So I went and had my little breakfast which was, as usual, quite tasty – and I love my pot of tea in the morning.  I told the girl there that I was leaving tomorrow morning and she managed to understand what I was saying and was quite smiley and nice, so that left me feeling good.  Then I went back to the hotel cause I was supposed to be meeting Antonio to pay him, for one thing, but also to have him order me a taxi for tomorrow and to set up a thing that will call my telephone to wake me up.  Which is kind of silly, cause I'll be awake, I'm sure, but if the alarm wasn't there, then that might be when I would decide to sleep like the dead.  I worked on Sunday's post while I waited and got it finished up.  He finally arrived and we got everything taken care of and then ended up having a real nice chat – about the economy, about what switching to the Euro did to the Italians, about his couple of visits to the states, about what we did and didn't like about Florence – just real interesting.  I don't know how other people feel, but when I meet someone and have a little chance to talk  with them, I just always wish I could say "tell me your life story".  But I didn't...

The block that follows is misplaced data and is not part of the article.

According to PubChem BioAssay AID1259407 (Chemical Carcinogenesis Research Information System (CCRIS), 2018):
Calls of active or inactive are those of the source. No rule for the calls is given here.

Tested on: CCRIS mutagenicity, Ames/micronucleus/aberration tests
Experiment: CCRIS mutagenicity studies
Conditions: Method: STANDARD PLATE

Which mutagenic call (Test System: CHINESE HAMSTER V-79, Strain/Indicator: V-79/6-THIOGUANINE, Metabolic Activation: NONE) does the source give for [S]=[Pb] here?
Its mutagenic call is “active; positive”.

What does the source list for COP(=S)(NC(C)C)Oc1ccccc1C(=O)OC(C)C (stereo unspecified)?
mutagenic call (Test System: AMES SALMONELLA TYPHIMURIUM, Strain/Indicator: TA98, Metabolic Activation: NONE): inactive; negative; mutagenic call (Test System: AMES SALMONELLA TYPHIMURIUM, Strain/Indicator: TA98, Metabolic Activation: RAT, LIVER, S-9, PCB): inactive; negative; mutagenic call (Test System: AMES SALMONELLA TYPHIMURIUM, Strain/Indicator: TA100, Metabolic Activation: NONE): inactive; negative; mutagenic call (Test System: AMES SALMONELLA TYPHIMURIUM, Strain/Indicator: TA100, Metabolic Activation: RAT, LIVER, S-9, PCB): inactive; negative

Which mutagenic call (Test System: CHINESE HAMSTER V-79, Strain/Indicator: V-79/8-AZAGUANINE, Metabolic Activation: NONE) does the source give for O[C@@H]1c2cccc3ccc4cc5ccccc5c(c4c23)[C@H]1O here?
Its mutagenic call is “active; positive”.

Instead I took off for my first stop today which was to see the Brancacci Chapel at the Chiesa di Santa Maria del Carmine.  It was/is(?) a convent founded by the Carmelite order many centuries ago.  Don't know if my sister will remember that Carmelite monastery they built in our little tiny hometown back when we were kids.  We, or at least I, thought it was quite exotic – had no idea what it was all about.  The Chapel is absoutely glorious – it's a side chapel in the church and the church itself is beautiful too.  Everything but the Chapel was roped off, but I took some photos of the church areas from behind the ropes which at least will remind me of what it was like.  I just continue to be amazed at how many churches there are and how, no matter what they look outside, they are always eye-opening inside.